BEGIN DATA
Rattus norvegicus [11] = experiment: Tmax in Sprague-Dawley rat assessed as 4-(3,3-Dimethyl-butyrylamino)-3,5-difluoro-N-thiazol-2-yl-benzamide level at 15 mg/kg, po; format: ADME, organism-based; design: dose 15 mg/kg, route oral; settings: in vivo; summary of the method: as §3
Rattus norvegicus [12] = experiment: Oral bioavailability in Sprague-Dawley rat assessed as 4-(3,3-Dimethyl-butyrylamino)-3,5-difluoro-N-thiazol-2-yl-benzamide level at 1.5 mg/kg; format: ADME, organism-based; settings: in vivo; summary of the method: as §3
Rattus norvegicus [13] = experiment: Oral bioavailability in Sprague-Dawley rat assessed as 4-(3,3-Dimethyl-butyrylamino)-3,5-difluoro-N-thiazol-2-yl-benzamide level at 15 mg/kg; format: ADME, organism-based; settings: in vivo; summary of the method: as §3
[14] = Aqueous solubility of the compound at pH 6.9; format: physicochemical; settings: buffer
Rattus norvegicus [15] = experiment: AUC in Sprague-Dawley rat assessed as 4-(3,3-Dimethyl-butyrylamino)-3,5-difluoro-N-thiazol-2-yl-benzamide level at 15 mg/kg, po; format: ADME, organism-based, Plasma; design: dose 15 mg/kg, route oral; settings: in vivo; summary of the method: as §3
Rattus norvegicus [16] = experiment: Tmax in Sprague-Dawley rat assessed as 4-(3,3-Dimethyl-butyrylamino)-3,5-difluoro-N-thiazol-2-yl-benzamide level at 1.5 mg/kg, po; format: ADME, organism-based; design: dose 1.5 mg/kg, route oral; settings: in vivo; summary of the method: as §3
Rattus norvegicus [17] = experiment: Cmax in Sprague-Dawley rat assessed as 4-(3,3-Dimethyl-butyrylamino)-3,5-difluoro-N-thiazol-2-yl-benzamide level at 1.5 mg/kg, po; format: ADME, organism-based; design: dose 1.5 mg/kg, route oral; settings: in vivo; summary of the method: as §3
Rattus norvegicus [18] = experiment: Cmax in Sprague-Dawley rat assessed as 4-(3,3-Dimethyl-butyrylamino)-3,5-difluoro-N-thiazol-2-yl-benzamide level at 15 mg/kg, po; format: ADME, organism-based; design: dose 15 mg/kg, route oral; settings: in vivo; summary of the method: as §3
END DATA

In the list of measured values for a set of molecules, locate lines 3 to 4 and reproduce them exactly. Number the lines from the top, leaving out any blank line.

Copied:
Rattus norvegicus [13] = experiment: Oral bioavailability in Sprague-Dawley rat assessed as 4-(3,3-Dimethyl-butyrylamino)-3,5-difluoro-N-thiazol-2-yl-benzamide level at 15 mg/kg; format: ADME, organism-based; settings: in vivo; summary of the method: as §3
[14] = Aqueous solubility of the compound at pH 6.9; format: physicochemical; settings: buffer